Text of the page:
The professional leagues for America’s two pastimes, baseball and football, are at risk of losing their primacy in the sports world, with other leagues closing the gap among the youngest fans.
A Morning Consult survey of 15,995 U.S. adults suggests the relative duopoly of Major League Baseball and the National Football League is under threat, with the National Basketball Association and Major League Soccer becoming more popular among Generation Z, or those ages 18 to 21.
While 68 percent of all adults polled chose MLB or the NFL as their favorite professional sports league, that share fell to 52 percent among the youngest adults. Forty percent of those respondents also said they preferred the NBA or MLS, compared with 23 percent of all adults.
The survey has a margin of error of 1 percentage point, while the Gen Z results are based on 1,279 respondents and have a 3 point margin of error.
The NFL dethroned pro baseball as the top spectator sport in the 1970s on the back of ABC’s Monday Night Football, quickly becoming the dominant primetime television show during the fall. But experts say a failure to adapt could push the NFL off its pedestal as America’s favorite pastime in the near future.
Part of the shift comes from cord-cutting, as fewer young people tune in for live broadcasts of games on major networks and opt instead to stream games online.
Daniel Durbin, a professor at the University of Southern California’s Annenberg Institute of Sports, Media & Society, said network television’s heyday of violent police dramas — with a repetitive mixture of “six minutes of violence and then three minutes of a commercial” — was “perfect for the structure of NFL football.”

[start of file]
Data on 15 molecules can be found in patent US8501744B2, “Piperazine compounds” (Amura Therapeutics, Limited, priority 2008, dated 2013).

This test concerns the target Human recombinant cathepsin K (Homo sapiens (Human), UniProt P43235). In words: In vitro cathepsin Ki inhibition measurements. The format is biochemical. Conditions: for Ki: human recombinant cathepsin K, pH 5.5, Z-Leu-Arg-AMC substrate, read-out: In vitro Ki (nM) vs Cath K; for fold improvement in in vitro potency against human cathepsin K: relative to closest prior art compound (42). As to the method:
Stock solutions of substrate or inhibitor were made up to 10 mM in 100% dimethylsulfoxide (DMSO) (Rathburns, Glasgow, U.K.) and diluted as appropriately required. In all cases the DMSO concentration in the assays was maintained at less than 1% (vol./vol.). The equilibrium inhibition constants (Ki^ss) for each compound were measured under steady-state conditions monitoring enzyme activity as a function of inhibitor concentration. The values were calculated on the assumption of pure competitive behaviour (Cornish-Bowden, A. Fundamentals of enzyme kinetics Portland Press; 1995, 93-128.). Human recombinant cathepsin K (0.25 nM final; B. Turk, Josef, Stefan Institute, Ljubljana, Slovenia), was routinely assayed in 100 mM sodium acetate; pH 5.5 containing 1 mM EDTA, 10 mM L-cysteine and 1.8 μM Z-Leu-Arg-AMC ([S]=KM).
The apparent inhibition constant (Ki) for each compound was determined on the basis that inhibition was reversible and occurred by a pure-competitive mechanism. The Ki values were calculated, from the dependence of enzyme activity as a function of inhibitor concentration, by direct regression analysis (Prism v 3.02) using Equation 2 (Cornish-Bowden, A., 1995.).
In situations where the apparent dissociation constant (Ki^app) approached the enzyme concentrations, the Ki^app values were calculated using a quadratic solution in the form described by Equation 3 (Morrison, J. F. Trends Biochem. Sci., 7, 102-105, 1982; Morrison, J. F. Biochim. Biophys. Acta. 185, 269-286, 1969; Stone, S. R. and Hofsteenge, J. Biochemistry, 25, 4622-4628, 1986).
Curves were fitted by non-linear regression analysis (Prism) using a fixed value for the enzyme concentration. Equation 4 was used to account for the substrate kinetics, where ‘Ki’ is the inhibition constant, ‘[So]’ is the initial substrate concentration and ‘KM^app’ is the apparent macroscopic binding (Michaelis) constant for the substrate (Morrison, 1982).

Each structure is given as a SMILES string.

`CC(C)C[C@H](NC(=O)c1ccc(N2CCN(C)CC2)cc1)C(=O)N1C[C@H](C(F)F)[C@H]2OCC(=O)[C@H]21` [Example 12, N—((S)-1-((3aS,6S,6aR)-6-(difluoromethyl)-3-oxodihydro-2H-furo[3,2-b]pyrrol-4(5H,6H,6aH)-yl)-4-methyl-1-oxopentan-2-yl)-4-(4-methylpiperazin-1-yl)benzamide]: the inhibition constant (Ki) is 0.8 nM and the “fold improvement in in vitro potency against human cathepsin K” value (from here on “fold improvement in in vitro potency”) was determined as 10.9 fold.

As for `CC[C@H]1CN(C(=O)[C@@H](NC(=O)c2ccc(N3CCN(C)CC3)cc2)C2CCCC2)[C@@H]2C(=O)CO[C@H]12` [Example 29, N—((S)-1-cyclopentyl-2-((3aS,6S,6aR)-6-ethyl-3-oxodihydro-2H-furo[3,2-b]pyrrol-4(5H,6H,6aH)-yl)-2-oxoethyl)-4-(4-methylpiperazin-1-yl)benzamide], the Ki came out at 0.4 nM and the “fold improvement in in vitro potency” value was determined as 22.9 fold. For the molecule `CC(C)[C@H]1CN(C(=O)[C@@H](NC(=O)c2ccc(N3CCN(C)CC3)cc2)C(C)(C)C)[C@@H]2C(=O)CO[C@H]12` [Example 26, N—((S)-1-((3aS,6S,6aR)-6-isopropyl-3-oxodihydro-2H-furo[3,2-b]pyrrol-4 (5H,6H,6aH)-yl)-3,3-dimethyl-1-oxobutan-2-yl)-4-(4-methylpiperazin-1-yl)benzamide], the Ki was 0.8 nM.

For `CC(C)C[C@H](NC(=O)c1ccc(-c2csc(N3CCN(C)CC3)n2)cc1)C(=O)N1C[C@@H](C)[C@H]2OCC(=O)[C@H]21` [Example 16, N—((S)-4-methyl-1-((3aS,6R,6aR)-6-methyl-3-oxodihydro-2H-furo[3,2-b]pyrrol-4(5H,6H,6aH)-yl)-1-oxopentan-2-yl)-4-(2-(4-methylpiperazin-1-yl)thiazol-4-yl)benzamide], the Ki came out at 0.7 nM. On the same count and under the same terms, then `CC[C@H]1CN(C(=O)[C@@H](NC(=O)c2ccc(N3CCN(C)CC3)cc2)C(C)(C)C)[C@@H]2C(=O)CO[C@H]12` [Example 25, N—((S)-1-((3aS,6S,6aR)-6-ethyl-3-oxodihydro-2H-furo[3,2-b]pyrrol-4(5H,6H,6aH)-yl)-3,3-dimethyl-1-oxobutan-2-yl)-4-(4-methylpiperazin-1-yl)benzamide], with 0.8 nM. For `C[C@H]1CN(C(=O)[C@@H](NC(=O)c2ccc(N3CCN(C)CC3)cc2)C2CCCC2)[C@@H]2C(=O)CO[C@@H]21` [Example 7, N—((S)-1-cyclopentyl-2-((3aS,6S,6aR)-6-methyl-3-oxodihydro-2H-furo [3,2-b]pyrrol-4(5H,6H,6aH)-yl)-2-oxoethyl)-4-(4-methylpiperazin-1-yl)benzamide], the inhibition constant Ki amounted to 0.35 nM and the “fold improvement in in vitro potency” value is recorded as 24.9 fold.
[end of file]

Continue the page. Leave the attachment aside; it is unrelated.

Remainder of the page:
The emergence of streaming as a way to digest the action, without commercials, better lends itself to “flow sports” such as soccer or rugby, he said in an interview.
“What we’re really finding with this group is that what it means to be a sports fan is different,” Andrew Billings, a professor and director of the University of Alabama Program in Sports Communication, said in an interview last month about Gen Z.
Decades ago, sports fans would define themselves by whether they “watch a lot of sports on TV,” Billings noted, but now fandom extends to other areas: listening to sports talk radio, following social media or apps, or playing sports video games.
Experts cited the popularity of EA Sports’ FIFA Soccer video game series as a key driver of interest in global soccer, a rising tide that may well be lifting the popularity of MLS.
“So being a fan, especially to that younger age group, is not nearly as tied to the live competition as it is for people in older demographics,” Billings said.
The transitory nature of social media and its effect on the collective U.S. attention span also better suit sports like basketball and soccer, with their easy-to-share highlight reels and the brilliance of individual stars. Social media has also elevated the profiles of those athletes, who are spending most of the game on the field of play and — unlike football or baseball stars — aren’t partially concealed by helmets or time in the dugout.
Coming into the 2018 season, the NFL has seen its TV ratings fall by about 17 percent since the 2015 season, according to Nielsen average TV viewership figures. Younger fans prioritizing other leagues could exacerbate the decline.